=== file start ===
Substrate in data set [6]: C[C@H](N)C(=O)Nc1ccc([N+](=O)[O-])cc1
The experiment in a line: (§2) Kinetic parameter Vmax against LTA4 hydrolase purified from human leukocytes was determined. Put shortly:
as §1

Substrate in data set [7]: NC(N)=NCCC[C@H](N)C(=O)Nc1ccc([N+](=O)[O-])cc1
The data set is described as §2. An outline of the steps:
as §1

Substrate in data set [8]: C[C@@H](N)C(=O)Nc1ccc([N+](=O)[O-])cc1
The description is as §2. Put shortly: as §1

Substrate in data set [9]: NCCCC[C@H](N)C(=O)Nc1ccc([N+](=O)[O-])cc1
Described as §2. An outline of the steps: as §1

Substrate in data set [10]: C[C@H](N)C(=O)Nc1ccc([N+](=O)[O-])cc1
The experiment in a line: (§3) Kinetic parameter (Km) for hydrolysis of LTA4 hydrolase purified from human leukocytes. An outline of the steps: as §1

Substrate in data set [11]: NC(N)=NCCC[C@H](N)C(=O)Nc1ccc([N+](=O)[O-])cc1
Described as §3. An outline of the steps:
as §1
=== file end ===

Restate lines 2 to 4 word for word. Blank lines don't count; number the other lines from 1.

The experiment in a line: (§2) Kinetic parameter Vmax against LTA4 hydrolase purified from human leukocytes was determined. Put shortly:
as §1

Substrate in data set [7]: NC(N)=NCCC[C@H](N)C(=O)Nc1ccc([N+](=O)[O-])cc1